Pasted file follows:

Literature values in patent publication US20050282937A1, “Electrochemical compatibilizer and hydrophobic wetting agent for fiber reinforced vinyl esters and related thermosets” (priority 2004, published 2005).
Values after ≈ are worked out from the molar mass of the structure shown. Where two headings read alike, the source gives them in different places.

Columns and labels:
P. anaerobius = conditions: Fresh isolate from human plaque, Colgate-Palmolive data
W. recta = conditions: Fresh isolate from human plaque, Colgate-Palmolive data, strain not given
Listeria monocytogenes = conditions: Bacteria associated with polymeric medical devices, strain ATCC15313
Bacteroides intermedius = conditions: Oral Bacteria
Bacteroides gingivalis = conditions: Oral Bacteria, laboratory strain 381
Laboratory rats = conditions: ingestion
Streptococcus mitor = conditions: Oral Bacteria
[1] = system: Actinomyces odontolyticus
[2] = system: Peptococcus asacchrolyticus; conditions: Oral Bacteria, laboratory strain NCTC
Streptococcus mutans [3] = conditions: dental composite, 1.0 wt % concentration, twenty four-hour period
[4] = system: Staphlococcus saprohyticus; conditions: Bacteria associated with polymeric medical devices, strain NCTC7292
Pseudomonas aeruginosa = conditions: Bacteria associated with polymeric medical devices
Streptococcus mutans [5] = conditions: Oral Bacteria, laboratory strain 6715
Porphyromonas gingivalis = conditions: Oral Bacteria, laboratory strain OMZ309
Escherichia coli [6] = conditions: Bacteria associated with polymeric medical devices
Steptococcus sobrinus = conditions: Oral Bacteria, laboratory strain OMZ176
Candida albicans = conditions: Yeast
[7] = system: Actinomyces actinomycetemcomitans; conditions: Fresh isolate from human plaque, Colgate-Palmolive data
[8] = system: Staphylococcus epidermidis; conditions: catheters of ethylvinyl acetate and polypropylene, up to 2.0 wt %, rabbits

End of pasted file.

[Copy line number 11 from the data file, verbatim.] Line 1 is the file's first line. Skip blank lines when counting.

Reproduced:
[1] = system: Actinomyces odontolyticus